Japantown a Neighborhood in San Jose CA

San Jose California is a city with a rich history, one of the oldest cities in California and as Californians know it has seen many changes. It was once known for its fruit market and farming community but eventually became the largest city on the West Coast without an ocean port. Today San Jose’s population is more than 1 million and it is home to many major companies such as Lockheed Martin, Adobe Systems and PayPal. One of San Jos’e historical districts is Japantown, also referred to as Nihonmachi which means Japanese town or neighborhood in English. The area originally was developed by early Japanese immigrants who made their way into what would become Silicon Valley during the Gold Rush Era looking for work in the farms or opening up businesses. The Japanese community grew and so did the need for resources such as Buddhist temples, a newspaper, grocery stores and pool halls.

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Many of these immigrants were housed in what is now called Japantown but back then was referred to as Little Tokyo due to its location near downtown next to Mexican Town (Downtown San Jose). Before the World War II began many of these buildings housed Japanese families and businesses. After the attack on Pearl Harbor relationship between White Americans and Japanese citizens living in America became tense; this tension was exacerbated when President Roosevelt issued Executive Order 9066 which allowed certain military commanders to designate “exclusion zones” from which any person could be excluded if they posed security concerns or questions.  Tensions only increased with the dropping of the Atomic Bombs on Hiroshima and Nagasaki, Japan. People of Japanese descent were put into internment camps as a result – many losing their homes and businesses.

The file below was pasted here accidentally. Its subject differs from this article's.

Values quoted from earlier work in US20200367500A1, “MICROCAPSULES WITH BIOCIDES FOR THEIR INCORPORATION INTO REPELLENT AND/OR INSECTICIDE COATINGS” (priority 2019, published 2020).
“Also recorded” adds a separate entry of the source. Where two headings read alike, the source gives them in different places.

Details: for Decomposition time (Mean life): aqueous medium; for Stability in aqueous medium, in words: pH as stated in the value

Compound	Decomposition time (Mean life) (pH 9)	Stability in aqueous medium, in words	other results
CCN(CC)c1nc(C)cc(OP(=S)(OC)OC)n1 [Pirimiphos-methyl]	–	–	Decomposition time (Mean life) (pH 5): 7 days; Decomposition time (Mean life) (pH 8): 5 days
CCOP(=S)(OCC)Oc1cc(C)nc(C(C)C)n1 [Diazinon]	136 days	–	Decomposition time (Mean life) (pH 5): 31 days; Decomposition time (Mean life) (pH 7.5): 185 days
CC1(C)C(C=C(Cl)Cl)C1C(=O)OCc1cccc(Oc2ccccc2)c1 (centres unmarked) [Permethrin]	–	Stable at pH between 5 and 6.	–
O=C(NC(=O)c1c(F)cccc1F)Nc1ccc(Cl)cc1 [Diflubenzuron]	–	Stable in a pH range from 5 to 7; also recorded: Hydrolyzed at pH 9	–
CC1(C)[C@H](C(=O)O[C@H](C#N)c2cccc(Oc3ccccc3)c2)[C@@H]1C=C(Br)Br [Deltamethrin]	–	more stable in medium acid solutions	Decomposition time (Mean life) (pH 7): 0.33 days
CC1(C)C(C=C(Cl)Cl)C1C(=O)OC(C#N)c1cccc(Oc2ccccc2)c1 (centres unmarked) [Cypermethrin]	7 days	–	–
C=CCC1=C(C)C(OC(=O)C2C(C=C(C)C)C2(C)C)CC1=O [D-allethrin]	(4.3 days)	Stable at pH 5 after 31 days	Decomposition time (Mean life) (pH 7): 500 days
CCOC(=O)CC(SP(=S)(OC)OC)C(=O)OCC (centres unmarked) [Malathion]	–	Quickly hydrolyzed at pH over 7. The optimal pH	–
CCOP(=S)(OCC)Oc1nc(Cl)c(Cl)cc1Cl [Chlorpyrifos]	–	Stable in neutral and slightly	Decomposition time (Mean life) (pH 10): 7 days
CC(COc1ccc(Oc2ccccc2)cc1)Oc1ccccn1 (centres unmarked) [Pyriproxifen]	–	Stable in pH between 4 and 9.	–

In 1942 the United States government ordered all American Citizens of Japanese descent to be forcibly removed from their homes and incarcerated in what were called “War Relocation Camps.” The majority of these people came from California due to its close proximity to Asia; it was estimated that 70% of those detained at War Relocation Camps were from California alone [3]. Once arriving at these camps they encountered armed guards who watched them constantly but also searched through each person’s belongings for items such as weapons, cameras or radios. They also to deal with unfriendly weather conditions with heat reaching up to 110 degrees and cold fronts. Despite these conditions many people made the best of their detainment by creating gardens, art, music, dance and theater becoming a form of entertainment for themselves.

After WWII ended in 1945 people were slowly allowed to leave camps providing they gave up all their belongings and often had to prove they were not a threat or security risk before leaving. Many did what they could to resettle back into American Society but this was difficult as most lost everything after being put into camps – especially if their family had been split up due to relocation policies. Japanese Americans that enlisted into the military during WWII often saw very little appreciation for fighting against Japan; many came home only to be discriminated against or lose jobs once they returned home.

Restoring a sense of normalcy to Japanese Americans proved difficult for many reasons including rebuilding homes, businesses and personal lives. Many were involved in the process of rebuilding their community by reopening up shops and reestablishing newspapers, radio programs and churches [4]. This movement was multifaceted as Japanese Americans worked hard to rebuild not only their institutions but also themselves. They wanted to prove that those who were incarcerated had nothing at all to do with the war and simply wanted to live their ordinary lives – something they were denied while being locked away.